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Sleeping Well in this crazy market?
Old 07-30-2007, 08:39 AM   #1
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Sleeping Well in this crazy market?

Hello:

Being new to the FI I was wondering if anyone else has been loosing a little sleep over the current market downturn? I have saved my sanity with a living expense model that I have been using - Which I wanted to share with you as it has helped me sleep at night and ignore the market noise. Maybe it can help you or you you can share your model.

I essentially have 3 rotating years of living expenses - adjusted for inflation each year. This year I am building the funds that I will need in 2011. I establish a CD ladder - 3yr/2yr 1yr = MM/checking account. In January of 2008 I will open a 3 yr CD after I re-balance - keeping to the 4% rule.

This living expense model has given me freedom - because even if my portfolio has a bad year - I have time to recover and or adjust to the possible lower funds for that year.

Just my 2 cents
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Old 07-30-2007, 08:49 AM   #2
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In-control, if you are loosing sleep over short term market movements, you probably need to change your username.
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Old 07-30-2007, 08:53 AM   #3
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Quote:
Originally Posted by In-control View Post
Being new to the FI I was wondering if anyone else has been loosing a little sleep over the current market downturn?
What's wrong with a great buying opportunity?
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Old 07-30-2007, 09:09 AM   #4
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Originally Posted by Rich_in_Tampa View Post
What's wrong with a great buying opportunity?
It is good for those of us who are still working or have the cash on the side lines to put into the market. I'm wondering how I'm going to feel about a bear market when I am retired though.
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Old 07-30-2007, 09:25 AM   #5
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Originally Posted by Helen View Post
It is good for those of us who are still working or have the cash on the side lines to put into the market. I'm wondering how I'm going to feel about a bear market when I am retired though.
Speaking from the position of retired and living entirely off my portfolio, I don't see it as a traumatic event. If you have an asset allocation you've carefully thought out and have a few years (3 in my case) cash to live off during downturns, why would you need to worry?

I suppose I have the advantage of having been around long enough to see all sorts of market gyrations and know they are all temporary in nature. If we hit a bear market that is worse than any in the past 136 years (FIRECalc's time frame) and my retirement funds evaporate, then I suppose I'll have to take consolation by knowing I'm in good company - and that this time it really was different.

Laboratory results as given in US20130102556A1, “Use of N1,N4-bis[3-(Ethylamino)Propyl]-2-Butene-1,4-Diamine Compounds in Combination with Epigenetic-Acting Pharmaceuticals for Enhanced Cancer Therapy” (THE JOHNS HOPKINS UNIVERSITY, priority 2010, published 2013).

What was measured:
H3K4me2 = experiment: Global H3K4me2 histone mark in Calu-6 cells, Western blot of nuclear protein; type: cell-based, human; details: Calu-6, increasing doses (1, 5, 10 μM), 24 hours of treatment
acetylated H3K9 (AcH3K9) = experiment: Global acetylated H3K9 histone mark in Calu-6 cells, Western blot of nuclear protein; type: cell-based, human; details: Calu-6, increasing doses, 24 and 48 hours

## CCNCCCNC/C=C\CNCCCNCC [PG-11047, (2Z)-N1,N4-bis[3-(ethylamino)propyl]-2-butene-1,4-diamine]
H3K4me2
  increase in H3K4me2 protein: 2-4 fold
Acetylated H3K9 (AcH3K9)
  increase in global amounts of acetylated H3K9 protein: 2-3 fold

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Old 07-30-2007, 09:43 AM   #6
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Although the market dropped last week, do you remember what it did the month before? You should be right back where you were in June. If you aren't, then you should be losing sleep because something ain't right.
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Old 07-30-2007, 09:48 AM   #7
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Just drink three glasses of wine instead of one. That should do it.
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Old 07-30-2007, 09:59 AM   #8
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I only have 25% of my portfolio invested in the market. I would love to invest another 15% to 20%, so I'm hoping for a 15% to 20% correction for about 2 days. I need some panic sellers. Got a lot of cash collecting 5+% dust.

MJ
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Old 07-30-2007, 11:08 AM   #9
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What's wrong with a great buying opportunity?

Was May 1st, 2000 a good buying opportunity too?

Not to pick on your Rich, but not every drop is a time to buy.
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Old 07-30-2007, 11:20 AM   #10
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I have been FIRE'd for 3 years now and every time one of these "events" pops up, I turn off the news and go for a long walk (or on a vacation). If you have crafted a balanced portfolio of solid investments and have a reasonable SWR, these events are but little irritants that should be ignored.
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Old 07-30-2007, 11:28 AM   #11
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I am doing pretty well. Last night I drifted off to sleep while day-dreaming about the market bouncing back and then some.

If you are seriously having trouble sleeping I would recommend a good workout at your gym. I sleep like a baby and maintain a more peaceful, happy frame of mind when I am working out.
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Old 07-30-2007, 11:42 AM   #12
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Just drink three glasses of wine instead of one. That should do it.
I already do that.